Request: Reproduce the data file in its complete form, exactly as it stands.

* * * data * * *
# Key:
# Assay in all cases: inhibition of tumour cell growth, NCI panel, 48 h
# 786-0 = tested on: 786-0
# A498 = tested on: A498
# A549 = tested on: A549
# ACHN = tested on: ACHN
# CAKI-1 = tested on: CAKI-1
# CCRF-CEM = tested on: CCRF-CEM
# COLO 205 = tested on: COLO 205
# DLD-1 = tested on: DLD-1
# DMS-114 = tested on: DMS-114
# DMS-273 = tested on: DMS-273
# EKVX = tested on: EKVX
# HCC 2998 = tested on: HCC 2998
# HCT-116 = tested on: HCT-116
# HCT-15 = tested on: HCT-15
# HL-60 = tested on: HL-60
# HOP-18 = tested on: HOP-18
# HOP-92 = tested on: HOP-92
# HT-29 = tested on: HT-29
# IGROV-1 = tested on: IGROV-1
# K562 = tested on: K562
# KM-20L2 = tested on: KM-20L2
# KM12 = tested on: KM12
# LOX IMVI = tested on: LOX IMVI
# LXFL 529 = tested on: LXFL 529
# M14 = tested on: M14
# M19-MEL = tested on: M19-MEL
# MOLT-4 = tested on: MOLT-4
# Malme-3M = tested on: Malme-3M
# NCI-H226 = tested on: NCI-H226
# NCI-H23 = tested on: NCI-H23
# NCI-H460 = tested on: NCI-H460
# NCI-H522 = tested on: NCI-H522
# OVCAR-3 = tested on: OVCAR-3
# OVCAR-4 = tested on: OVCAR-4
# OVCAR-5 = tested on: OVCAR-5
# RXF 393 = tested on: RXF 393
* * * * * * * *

# Key:
# Assay in all cases: inhibition of tumour cell growth, NCI panel, 48 h
# 786-0 = tested on: 786-0
# A498 = tested on: A498
# A549 = tested on: A549
# ACHN = tested on: ACHN
# CAKI-1 = tested on: CAKI-1
# CCRF-CEM = tested on: CCRF-CEM
# COLO 205 = tested on: COLO 205
# DLD-1 = tested on: DLD-1
# DMS-114 = tested on: DMS-114
# DMS-273 = tested on: DMS-273
# EKVX = tested on: EKVX
# HCC 2998 = tested on: HCC 2998
# HCT-116 = tested on: HCT-116
# HCT-15 = tested on: HCT-15
# HL-60 = tested on: HL-60
# HOP-18 = tested on: HOP-18
# HOP-92 = tested on: HOP-92
# HT-29 = tested on: HT-29
# IGROV-1 = tested on: IGROV-1
# K562 = tested on: K562
# KM-20L2 = tested on: KM-20L2
# KM12 = tested on: KM12
# LOX IMVI = tested on: LOX IMVI
# LXFL 529 = tested on: LXFL 529
# M14 = tested on: M14
# M19-MEL = tested on: M19-MEL
# MOLT-4 = tested on: MOLT-4
# Malme-3M = tested on: Malme-3M
# NCI-H226 = tested on: NCI-H226
# NCI-H23 = tested on: NCI-H23
# NCI-H460 = tested on: NCI-H460
# NCI-H522 = tested on: NCI-H522
# OVCAR-3 = tested on: OVCAR-3
# OVCAR-4 = tested on: OVCAR-4
# OVCAR-5 = tested on: OVCAR-5
# RXF 393 = tested on: RXF 393